Francis Cove UMC Involved in Multi-Cultural Ministry in Haywood County
August 6, 2015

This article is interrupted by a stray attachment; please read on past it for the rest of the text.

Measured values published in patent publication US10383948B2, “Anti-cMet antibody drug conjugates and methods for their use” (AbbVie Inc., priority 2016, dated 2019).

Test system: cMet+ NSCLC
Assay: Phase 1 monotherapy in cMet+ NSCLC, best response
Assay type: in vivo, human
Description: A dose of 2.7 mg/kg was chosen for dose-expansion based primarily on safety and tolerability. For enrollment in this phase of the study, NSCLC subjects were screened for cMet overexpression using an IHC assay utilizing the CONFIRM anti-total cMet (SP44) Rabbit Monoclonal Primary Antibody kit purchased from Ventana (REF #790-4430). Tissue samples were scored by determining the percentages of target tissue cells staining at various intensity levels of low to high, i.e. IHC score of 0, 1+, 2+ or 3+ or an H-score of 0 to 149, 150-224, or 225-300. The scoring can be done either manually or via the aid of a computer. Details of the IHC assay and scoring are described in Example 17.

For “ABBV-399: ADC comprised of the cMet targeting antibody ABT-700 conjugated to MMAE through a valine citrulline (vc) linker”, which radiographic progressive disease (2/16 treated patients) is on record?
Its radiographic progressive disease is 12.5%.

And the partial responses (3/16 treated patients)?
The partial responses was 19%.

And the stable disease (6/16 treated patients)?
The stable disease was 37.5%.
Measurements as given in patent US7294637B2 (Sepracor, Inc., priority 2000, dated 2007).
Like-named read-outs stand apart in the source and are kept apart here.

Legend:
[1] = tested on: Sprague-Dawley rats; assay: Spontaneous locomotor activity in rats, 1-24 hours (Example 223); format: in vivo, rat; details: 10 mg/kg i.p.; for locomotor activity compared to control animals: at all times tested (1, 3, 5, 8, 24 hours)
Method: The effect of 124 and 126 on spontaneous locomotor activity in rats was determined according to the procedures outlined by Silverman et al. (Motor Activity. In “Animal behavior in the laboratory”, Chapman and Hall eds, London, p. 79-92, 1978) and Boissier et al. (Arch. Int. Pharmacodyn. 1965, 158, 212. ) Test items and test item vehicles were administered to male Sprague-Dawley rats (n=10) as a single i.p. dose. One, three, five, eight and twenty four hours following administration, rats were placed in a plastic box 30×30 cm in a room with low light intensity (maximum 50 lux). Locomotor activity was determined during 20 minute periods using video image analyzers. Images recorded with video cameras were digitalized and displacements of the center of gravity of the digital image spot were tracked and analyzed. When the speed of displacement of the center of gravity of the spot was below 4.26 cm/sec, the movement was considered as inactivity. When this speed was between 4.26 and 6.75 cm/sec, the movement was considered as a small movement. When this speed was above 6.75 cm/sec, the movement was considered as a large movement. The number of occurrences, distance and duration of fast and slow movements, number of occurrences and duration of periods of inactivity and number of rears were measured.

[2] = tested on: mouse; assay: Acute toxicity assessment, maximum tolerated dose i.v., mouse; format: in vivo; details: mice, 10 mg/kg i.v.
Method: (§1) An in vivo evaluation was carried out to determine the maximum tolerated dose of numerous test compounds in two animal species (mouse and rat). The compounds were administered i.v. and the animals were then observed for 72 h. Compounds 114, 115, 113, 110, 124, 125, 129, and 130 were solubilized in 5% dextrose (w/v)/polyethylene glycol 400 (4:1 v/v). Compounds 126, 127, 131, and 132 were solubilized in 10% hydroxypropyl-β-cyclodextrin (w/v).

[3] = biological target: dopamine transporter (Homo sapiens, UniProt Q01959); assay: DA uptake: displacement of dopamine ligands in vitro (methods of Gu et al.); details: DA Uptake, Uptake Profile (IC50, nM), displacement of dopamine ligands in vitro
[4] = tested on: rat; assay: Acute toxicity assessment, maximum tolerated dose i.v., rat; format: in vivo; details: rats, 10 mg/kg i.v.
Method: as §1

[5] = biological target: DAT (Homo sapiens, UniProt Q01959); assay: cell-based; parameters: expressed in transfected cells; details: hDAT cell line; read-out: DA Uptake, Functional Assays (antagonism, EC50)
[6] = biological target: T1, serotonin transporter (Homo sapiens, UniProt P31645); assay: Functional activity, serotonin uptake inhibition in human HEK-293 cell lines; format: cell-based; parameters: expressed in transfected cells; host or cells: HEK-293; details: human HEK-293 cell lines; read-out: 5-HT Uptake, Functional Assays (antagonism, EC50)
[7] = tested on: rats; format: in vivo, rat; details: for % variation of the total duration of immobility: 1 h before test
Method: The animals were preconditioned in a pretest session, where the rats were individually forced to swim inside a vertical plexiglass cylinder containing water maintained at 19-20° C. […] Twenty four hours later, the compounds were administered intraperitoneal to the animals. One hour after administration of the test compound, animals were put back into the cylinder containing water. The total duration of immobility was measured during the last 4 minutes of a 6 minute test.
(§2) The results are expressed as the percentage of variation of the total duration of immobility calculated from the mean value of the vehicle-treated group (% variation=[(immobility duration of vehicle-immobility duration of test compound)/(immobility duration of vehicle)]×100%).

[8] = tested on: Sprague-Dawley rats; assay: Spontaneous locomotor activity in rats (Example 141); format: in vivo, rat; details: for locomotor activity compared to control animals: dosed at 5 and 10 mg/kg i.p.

By Bill Upton For the past several years, Francis Cove United Methodist Church in Waynesville, NC has been assisting the Pigeon Community Multicultural Development Center (PCMDC). PCMDC’s mission is: “To promote and facilitate harmony among residents of our community by helping to reestablish the longstanding tradition of community as family.” Commonly referred to as The Pigeon Center, the 501-3C non-profit organization is located in a historically African-American school from the segregation era. The building went dormant before being turned over to the Pigeon Community Development Club fifteen years ago. The vision at the time was a gathering place for the black community and programs for underserved populations. Currently it hosts an after school program and summer youth day camp, adult computer classes, a food assistance pantry, community socials and monthly senior meal nights. Lin Forney, who attended kindergarten in the school and is now the director of the facility says, “It is more than just a building to us. It has a history for the community as a place for gathering — and really just pride I guess, to have a building that we as a community remember being in as our school.” The African American demographic in Haywood County is small — just 1.2 percent of the population, in a county that is 96.7 percent white, according to the U.S. Census. Being the minority makes it all the more important to have a place where the black community feels accepted and can affirm their shared identity with friends and neighbors. However, the Pigeon Center serves more than the African-American community. Today, children in the summer and after-school program are an even mix of white, black and Latino. “We serve a population that may not get services in other places or may not feel comfortable getting services from other places. We serve a population that is marginalized really,” Forney adds. The Center struggles financially, with barely enough money to remain open, and not nearly, enough to pay for big-ticket maintenance repairs a building of its age requires. The facility is currently owned by Haywood County with the PCMDC paying a nominal annual rental fee. Over the past four years, a leaky roof system has led to rapid deterioration of the building. In fact, some areas of the roof collapsed and made an even bad situation worse. The Center was forced to cancel its after school program for 2014 because of the mold and mildew damage and the Summer Enrichment Program (summer day camp), which typically serves 60 children was at risk of being cancelled. Volunteers managed to get the building cleaned up enough to keep the program in place; however, due to the uncertainty enrollment was lower than normal. Tuition for the summer program is $350, with a sliding scale for those able to pay more. It includes two hot meals a day, reading and math tutoring, and a safe place to spend the day with adult supervision. Tuition is not enough to cover the cost of the program. The shortfall for the summer program ranges from $5,000 to $10,000 a year, which the Pigeon Center raises in donations from, churches, businesses and individuals. Francis Cove UMC has assisted the center with direct outreach donations. The building is heated by steam from the original fuel oil furnace. The old furnace is cranky, inefficient and expensive to run. Initially, we at Francis Cove became involved with the Center by donating and installing a propane gas furnace to supply supplemental heating to the large multipurpose gathering room used for dining, meetings, and other purposes. This year the church was able to assist the Center Director to negotiate with Haywood County to find sufficient funds to replace the entire roof system. They were also able to include the cost of removal and disposal of an old 10,000-gallon underground fuel oil tank. They are currently in the process of mounting a smaller, less costly tank to fill, above ground and adjacent to the basement boiler room. Outreach groups from local and distant churches have pitched in with cleaning, painting, and repairs, which enabled 40 children to attend Summer Camp. Francis Cove UMC donates from their Mission Garden to provide fresh produce for the camper’s lunches. The children tend the garden and in the process learn about where food comes from. Flowers grown in the garden are made into floral arrangements and given to elderly and shut-in community residents. Facility ownership has long been a desire of the organization. That possibility seemed a far-off dream given the expensive roofing, electrical and sanitary system repair costs. Ownership could expand the grant and endowment possibilities, so with the encouragement of Haywood County officials, they have made a proposal to the County, which would give The Pigeon Center revertible ownership. With a little more assistance from the county, the organization should be in a position to bear the costs of the remainder of needed repairs in the coming years. Francis Cove UMC is assisted in its outreach to The Pigeon Center with generous help from First United Methodist Church in Waynesville and Long’s Chapel United Methodist Church in Clyde. The project is also supported by churches from other denominations, community organizations and individuals. Bill Upton is a member of Francis Cove UMC in Waynesville, NC.